To provide a counter point to the other comments.
At a BMI of 25.84, I did not "look" overweight. But my blood sugar was higher than what it needed to be, and I was on blood pressure medication. Through diet and exercise, I went down to a BMI of 23.5.
The difference has been dramatic, and I would not have believed it had I not experienced it myself. My A1c dropped significantly, and my blood pressure is lower now without medication than it was before with. I don't "look" much different than before.
For me, this has worked.
An individual's body frame should also be taken into consideration in this calculation. A larger boned person may be able to handle a little "extra" weight compared to a smaller boned person.
I think your declaration of "ideal weight" is too low.
The endocrinologist I'm working with to lose weight says that my goal of 165 isn't realistic (I'm 5'10", he thinks 165 is too low) and your calculator says I should weigh 151.
Anything from 129 to 174 shows up as being in the "normal" weight range, so it seems that your calculator merely shows the mean... which is not ideal for everyone.
And I agree that the "lean body weight" should be changed, perhaps to "lean body mass", to emphasize that it's not a goal weight.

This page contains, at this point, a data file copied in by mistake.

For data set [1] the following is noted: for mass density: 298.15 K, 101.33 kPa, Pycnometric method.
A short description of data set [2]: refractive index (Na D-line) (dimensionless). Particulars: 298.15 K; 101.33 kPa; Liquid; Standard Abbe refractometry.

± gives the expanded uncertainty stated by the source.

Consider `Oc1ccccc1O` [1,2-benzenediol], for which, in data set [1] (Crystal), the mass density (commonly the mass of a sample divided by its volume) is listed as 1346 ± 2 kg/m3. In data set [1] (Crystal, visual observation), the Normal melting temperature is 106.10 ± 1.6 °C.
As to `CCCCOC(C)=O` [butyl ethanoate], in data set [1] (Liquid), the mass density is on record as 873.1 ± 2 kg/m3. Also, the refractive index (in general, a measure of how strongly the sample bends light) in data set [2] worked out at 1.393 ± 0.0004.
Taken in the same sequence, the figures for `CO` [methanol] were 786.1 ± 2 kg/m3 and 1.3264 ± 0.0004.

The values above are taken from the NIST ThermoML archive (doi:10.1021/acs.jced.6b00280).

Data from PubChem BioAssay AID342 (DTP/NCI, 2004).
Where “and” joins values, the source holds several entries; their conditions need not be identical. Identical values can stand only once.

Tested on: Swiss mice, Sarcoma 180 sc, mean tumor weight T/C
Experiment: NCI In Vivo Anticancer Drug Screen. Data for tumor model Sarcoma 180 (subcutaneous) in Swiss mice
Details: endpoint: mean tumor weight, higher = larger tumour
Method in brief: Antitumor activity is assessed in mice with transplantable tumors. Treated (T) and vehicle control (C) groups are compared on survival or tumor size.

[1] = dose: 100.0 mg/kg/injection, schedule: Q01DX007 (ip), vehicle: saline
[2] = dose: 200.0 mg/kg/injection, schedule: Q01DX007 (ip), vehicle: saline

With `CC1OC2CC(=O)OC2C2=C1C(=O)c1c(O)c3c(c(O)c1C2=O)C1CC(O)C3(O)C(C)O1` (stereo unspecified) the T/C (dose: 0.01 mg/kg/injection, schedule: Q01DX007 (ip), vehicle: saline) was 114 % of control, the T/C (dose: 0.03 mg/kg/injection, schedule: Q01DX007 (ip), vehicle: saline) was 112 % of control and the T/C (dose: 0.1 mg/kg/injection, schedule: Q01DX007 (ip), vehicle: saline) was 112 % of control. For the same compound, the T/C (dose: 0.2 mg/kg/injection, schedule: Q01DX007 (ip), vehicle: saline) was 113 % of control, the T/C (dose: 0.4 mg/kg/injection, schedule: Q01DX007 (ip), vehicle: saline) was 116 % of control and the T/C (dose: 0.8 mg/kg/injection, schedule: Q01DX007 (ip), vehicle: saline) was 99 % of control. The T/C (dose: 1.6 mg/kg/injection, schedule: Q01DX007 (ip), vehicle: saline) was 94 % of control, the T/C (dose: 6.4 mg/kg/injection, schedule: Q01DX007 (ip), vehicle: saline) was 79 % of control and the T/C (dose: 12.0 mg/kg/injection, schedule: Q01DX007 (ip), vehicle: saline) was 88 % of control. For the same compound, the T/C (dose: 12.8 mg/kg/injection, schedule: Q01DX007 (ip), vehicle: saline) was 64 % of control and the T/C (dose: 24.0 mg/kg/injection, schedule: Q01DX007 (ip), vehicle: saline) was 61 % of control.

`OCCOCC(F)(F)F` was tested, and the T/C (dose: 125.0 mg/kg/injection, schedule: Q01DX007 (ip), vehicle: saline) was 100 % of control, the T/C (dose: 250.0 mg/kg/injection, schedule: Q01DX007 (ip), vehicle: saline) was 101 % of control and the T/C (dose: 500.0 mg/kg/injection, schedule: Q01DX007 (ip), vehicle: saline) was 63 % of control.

I feel like if I were to weigh the amount it says for my "ideal weight", I would look very unhealthy.
I agree with the above comments which express concern about the lean body weight results of your BMI calculator. It could easily be misunderstood, misinterpreted or used as an excuse to eat less or perhaps even more in extreme cases. As a patient and not a health professional; a person could easily think that lean body weight means how much one should weigh to be lean. Had I misunderstood, I would be thinking I need to lose 32 pounds and I'm 6-0 and I weigh 175 pounds. Perhaps a tiny explanation is in order?
And there is a range of healthy body weights. I believe these two critical errors may cause susceptible girls and women to begin or restart disordered eating behaviours. As someone who is in recovery from anorexia nervosa, as well as a student researcher studying the neurological basis of obesity and satiety, I am very disappointed in how you have decided to display your calculations. Please reconsider revising the presentation of these calculations in order to build better body image in people today, regardless of weight.
To whom it may concern,
I feel that your calculations of lean body weight are misleading and need better understanding. Is this the weight of my body that is not composed of fat or is this the weight I would have to be at to be considered lean. Without further explanation on this page of what this calculation means I feel as though it may trigger young girls and women into thinking they are not lean. I also dislike that you give ideal body weight as a single number as a opposed to a range. No one is perfect and there is a healthy range of
Thank you for commenting. We appreciate your input.
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